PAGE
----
Something happened this morning that I thought unfolded in an interesting way. I overheard my oldest son asking his brother if he would switch backpacks with him “for the whole year”.
As innocent as this sounds, alarms went off in my head. The two of them had just had a conflict yesterday stemming from a baseball card trade in which not all information had been disclosed to both parties. And, more importantly (since I think we made it through that battle alive and smarter), my oldest son REALLY wanted that Yankees backpack for school. Why would he want to trade it? My middle son is not as into baseball, and he probably would have traded his A’s backpack, both because he’s kind of an every-team fan, and because he has a tendency to want to make life easier for his brother (that for another blog post!).
Without thinking too much about it, I walked into the room and said, kindly but firmly, “No, you may not trade backpacks.” As you might imagine, I was interrogated… and yelled at.
“Why not? I didn’t even want that backpack! YOU told me to get it. Don’t you remember!!!” Hmmm. In fact he was right. He had asked me whether he thought he should get a Yankees backpack or an A’s or Giant’s one (our local teams), and I did say I thought he’d be happier with the Yankees pack, since he’s a real fan. He knows the current and past players and the paths they took to get on the team. He knows their stats…and their birthdays.
I asked my oldest if “something had happened”. He said it had, and tears started streaming down his cheeks. I asked what had happened, and as he cried, he recounted the story of a couple of boys in his class who had thrown his backpack onto the ground, saying that they hated the Yankees. I assured him that it was these boys’ actions that needed to be addressed, not his backpack. He perked up.
I said, “Listen. You get to be you with all that that means, and you get to stand up for what you believe.” True, some of us (though not all) may think that baseball loyalties are trivial, but he will undoubtedly find himself in many situations in which he likes something or believes in something different from the crowd, and I want him to know that that’s okay. As the tears subsided, he listened intently as I explained that teasing about choices we make (whether they are the team we root for or the hairstyle we choose) is as unacceptable as teasing about things like someone wearing glasses or being overweight.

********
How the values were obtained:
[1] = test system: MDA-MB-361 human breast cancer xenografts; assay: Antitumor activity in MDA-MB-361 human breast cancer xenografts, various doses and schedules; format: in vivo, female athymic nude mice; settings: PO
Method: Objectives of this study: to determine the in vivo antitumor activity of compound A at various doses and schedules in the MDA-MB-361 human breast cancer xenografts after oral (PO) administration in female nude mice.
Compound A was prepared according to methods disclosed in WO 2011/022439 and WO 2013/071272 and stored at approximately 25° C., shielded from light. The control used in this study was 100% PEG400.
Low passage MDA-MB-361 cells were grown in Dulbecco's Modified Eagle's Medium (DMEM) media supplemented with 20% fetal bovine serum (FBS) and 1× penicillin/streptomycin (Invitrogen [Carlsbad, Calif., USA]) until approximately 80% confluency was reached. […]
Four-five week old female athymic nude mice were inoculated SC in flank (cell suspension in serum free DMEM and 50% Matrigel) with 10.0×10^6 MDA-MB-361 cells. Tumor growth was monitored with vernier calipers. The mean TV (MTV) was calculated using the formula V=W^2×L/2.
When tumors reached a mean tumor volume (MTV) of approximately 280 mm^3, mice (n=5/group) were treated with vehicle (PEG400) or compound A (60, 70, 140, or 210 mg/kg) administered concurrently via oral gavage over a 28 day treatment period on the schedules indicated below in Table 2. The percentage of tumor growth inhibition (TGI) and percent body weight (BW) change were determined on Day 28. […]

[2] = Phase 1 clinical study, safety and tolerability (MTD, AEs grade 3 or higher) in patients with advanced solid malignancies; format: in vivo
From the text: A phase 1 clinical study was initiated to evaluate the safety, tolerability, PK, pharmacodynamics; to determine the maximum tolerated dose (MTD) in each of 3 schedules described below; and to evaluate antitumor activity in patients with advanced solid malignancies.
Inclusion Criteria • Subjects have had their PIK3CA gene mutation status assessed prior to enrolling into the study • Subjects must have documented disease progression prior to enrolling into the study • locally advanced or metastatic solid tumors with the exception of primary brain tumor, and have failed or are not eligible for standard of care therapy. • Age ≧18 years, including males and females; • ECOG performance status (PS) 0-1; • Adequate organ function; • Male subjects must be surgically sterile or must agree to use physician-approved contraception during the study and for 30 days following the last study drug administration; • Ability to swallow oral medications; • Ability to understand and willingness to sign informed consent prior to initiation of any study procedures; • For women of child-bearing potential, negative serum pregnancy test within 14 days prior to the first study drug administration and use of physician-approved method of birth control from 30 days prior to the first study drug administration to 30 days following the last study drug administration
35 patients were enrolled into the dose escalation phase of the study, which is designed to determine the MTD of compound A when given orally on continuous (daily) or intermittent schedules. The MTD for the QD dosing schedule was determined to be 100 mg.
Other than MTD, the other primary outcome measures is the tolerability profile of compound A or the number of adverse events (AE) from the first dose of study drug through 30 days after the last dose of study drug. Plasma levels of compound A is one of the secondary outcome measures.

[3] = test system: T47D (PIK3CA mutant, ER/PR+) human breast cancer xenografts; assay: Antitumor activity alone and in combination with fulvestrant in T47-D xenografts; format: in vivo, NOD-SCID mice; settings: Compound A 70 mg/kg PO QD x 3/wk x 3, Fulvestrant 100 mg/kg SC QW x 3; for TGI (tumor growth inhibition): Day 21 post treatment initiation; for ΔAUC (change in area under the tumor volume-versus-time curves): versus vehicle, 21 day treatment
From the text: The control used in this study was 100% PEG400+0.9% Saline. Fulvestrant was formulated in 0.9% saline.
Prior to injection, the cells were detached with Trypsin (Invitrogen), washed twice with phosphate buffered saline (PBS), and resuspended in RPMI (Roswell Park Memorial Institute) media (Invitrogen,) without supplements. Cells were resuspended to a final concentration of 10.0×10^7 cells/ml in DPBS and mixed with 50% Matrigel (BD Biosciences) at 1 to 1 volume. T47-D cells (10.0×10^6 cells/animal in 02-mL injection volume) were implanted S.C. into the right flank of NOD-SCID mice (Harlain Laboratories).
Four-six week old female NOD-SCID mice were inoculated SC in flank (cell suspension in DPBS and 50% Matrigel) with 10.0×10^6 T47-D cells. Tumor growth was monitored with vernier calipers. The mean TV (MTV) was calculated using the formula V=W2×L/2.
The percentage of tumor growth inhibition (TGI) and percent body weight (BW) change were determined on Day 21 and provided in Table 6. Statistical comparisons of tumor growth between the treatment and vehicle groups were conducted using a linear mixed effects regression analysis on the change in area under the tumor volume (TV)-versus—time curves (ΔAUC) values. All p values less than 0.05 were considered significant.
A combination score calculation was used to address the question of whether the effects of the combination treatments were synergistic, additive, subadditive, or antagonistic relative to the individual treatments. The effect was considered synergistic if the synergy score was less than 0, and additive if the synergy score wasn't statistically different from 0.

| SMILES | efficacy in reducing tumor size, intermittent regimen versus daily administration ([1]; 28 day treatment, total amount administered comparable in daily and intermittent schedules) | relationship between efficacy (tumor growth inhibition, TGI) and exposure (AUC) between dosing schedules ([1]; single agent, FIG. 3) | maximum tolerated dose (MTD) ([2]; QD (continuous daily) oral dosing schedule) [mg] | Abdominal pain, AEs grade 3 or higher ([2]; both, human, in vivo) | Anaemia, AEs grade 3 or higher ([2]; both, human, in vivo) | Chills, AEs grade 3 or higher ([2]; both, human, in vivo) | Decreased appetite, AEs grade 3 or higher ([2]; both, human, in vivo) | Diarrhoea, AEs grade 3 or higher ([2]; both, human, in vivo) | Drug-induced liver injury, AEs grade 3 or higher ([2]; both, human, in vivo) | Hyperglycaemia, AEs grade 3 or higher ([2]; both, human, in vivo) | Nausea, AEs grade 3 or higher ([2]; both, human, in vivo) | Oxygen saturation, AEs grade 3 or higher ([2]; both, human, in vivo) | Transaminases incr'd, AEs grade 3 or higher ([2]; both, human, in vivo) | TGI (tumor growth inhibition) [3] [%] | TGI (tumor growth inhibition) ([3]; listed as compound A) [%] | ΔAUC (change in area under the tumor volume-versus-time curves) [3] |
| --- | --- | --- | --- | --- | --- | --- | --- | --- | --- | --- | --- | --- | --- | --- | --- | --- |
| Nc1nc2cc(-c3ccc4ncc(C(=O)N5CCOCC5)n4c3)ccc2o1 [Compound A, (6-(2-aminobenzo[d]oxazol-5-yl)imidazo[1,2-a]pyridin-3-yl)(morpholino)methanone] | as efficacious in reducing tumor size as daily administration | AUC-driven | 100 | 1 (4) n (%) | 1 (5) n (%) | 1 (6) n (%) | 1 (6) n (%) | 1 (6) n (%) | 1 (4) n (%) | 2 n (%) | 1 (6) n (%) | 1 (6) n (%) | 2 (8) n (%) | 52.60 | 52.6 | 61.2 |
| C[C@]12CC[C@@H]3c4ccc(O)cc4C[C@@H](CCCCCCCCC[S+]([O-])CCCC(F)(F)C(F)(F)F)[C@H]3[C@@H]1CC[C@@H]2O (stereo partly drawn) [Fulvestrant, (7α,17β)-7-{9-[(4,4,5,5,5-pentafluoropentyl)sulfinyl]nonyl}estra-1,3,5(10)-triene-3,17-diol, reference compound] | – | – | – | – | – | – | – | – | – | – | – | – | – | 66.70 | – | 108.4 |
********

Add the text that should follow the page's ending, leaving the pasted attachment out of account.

I suggested that if he wanted to, he could approach his friends and let them know that he doesn’t like them taking his backpack and teasing him about liking the Yankees, and he could remind them that they can be friends and like different sports teams. I told him that if he needed more help with the situation, he could ask his teacher, or come back to me.
When I dropped him off at school, he said to me, “I don’t want to do it.”
I said, “You don’t have to. Do it if you want, and let me know if you need help. Have a great day. I love you.” He walked into the classroom, and before I left, was already chatting with one of the “Yankee-hating” boys.
I haven’t picked him up yet, so I don’t know how it all played out. My guess is that it didn’t come up again. Whatever happened, I’m grateful that I was aware enough to set a limit that offered my son the opportunity to offload some feelings, and me a teachable moment.
~ Tosha Schore, Certified Parenting by Connection Instructor
Tosha teaches a special Building Emotional Understanding class for parents of boys starting September 12th